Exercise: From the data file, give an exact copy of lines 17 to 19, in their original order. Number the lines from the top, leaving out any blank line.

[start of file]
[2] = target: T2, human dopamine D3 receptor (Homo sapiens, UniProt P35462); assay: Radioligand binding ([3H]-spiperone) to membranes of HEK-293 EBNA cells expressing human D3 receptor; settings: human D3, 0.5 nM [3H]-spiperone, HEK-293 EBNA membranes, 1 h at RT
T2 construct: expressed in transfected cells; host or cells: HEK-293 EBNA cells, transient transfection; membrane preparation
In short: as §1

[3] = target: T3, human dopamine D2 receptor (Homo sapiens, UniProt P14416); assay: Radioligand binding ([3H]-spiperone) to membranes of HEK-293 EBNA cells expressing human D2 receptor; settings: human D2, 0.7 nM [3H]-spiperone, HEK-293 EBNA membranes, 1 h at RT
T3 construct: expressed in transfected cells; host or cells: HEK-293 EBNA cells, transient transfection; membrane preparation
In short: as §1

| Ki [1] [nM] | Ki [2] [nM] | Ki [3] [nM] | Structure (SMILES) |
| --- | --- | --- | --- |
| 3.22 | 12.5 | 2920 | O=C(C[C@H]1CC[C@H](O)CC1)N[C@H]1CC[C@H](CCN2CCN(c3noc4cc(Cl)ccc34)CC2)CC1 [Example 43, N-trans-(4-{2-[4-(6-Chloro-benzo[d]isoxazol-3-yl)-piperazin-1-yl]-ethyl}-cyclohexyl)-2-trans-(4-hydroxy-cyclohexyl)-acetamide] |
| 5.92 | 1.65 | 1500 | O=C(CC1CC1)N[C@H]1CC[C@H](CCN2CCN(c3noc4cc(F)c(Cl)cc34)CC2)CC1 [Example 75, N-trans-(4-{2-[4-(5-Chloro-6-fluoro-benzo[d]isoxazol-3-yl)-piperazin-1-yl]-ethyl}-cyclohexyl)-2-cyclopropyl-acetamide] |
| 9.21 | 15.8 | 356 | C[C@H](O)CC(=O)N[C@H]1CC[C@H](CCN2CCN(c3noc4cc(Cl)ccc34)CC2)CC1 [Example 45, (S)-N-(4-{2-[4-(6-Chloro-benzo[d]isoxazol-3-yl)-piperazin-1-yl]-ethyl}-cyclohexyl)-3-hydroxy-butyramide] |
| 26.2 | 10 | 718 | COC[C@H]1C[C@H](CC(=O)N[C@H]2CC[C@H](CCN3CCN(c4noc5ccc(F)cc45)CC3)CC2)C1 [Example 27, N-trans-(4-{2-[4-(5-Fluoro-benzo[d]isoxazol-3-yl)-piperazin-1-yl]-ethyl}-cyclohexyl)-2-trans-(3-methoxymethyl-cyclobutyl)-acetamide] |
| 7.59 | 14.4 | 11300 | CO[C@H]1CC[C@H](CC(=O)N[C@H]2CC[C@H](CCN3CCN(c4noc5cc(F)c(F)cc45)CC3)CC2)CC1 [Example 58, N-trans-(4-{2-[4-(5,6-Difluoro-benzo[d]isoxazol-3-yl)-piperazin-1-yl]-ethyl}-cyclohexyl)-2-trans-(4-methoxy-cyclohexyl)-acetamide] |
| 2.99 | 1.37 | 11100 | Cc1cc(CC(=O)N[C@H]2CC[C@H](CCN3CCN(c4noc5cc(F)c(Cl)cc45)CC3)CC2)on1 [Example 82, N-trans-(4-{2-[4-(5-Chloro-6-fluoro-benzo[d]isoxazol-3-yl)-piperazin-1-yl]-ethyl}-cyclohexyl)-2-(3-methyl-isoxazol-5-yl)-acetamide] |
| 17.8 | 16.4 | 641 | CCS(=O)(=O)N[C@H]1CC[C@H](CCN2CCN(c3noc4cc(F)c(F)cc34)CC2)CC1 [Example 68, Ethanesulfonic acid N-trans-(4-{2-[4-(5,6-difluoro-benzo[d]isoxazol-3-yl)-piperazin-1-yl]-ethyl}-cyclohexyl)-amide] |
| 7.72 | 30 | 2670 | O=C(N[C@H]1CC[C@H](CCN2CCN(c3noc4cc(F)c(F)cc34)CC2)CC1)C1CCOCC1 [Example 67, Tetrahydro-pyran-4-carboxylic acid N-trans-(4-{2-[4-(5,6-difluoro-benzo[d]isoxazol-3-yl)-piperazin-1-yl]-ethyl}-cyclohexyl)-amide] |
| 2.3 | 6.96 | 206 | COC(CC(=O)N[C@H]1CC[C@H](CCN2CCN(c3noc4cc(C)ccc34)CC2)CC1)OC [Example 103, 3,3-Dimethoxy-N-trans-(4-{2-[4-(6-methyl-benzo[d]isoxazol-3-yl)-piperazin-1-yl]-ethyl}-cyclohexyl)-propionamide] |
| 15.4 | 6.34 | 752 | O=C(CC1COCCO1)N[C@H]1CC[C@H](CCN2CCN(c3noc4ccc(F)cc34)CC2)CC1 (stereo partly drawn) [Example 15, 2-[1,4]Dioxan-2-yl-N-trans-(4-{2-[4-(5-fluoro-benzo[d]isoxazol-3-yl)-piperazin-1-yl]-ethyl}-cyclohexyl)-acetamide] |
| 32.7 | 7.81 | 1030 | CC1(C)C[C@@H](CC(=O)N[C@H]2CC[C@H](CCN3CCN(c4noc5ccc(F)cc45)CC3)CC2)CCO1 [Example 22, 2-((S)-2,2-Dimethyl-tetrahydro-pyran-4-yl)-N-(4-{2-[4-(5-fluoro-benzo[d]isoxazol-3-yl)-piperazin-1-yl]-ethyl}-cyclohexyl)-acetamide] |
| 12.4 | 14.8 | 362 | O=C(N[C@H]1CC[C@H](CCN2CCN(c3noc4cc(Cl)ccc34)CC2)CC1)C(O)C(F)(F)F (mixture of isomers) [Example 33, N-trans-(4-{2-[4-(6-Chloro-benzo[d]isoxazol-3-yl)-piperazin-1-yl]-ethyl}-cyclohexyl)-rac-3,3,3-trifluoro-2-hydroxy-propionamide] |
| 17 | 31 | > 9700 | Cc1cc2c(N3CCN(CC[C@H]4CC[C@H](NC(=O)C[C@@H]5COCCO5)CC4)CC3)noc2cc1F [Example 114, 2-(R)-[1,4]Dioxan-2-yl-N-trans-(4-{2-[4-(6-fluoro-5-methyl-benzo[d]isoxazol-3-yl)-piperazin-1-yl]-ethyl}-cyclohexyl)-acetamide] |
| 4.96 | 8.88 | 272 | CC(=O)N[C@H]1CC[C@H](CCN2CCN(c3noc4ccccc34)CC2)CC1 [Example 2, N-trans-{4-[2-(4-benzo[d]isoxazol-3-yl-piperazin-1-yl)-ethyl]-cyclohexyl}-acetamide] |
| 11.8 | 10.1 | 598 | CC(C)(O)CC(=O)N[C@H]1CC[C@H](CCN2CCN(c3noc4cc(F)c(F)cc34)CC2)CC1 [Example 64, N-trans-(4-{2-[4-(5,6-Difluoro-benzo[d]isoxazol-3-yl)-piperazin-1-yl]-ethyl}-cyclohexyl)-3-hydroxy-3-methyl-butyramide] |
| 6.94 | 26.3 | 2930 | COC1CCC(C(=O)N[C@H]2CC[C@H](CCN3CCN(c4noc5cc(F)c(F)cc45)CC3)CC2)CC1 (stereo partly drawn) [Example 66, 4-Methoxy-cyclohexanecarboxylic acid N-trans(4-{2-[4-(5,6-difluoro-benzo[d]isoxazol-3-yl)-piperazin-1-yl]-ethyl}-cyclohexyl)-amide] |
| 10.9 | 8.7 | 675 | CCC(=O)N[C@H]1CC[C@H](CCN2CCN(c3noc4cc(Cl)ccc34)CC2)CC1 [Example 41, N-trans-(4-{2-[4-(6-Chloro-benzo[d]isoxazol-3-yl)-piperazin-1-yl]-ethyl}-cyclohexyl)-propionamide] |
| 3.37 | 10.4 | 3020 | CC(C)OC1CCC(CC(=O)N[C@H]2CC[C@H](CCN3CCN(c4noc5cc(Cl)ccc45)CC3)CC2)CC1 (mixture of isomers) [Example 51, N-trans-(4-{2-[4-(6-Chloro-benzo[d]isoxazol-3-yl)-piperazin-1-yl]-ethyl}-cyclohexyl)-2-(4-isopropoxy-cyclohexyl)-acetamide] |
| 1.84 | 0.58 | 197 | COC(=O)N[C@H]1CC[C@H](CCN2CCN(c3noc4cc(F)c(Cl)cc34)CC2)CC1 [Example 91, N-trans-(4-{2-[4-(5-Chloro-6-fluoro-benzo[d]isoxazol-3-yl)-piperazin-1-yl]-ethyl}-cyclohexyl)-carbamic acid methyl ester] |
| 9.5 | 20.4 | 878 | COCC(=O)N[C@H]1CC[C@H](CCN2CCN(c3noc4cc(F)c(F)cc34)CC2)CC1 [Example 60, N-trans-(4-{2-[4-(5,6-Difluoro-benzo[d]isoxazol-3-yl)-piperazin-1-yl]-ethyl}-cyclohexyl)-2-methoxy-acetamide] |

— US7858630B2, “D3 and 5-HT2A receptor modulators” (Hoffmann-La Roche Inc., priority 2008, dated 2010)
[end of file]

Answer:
| 2.3 | 6.96 | 206 | COC(CC(=O)N[C@H]1CC[C@H](CCN2CCN(c3noc4cc(C)ccc34)CC2)CC1)OC [Example 103, 3,3-Dimethoxy-N-trans-(4-{2-[4-(6-methyl-benzo[d]isoxazol-3-yl)-piperazin-1-yl]-ethyl}-cyclohexyl)-propionamide] |
| 15.4 | 6.34 | 752 | O=C(CC1COCCO1)N[C@H]1CC[C@H](CCN2CCN(c3noc4ccc(F)cc34)CC2)CC1 (stereo partly drawn) [Example 15, 2-[1,4]Dioxan-2-yl-N-trans-(4-{2-[4-(5-fluoro-benzo[d]isoxazol-3-yl)-piperazin-1-yl]-ethyl}-cyclohexyl)-acetamide] |
| 32.7 | 7.81 | 1030 | CC1(C)C[C@@H](CC(=O)N[C@H]2CC[C@H](CCN3CCN(c4noc5ccc(F)cc45)CC3)CC2)CCO1 [Example 22, 2-((S)-2,2-Dimethyl-tetrahydro-pyran-4-yl)-N-(4-{2-[4-(5-fluoro-benzo[d]isoxazol-3-yl)-piperazin-1-yl]-ethyl}-cyclohexyl)-acetamide] |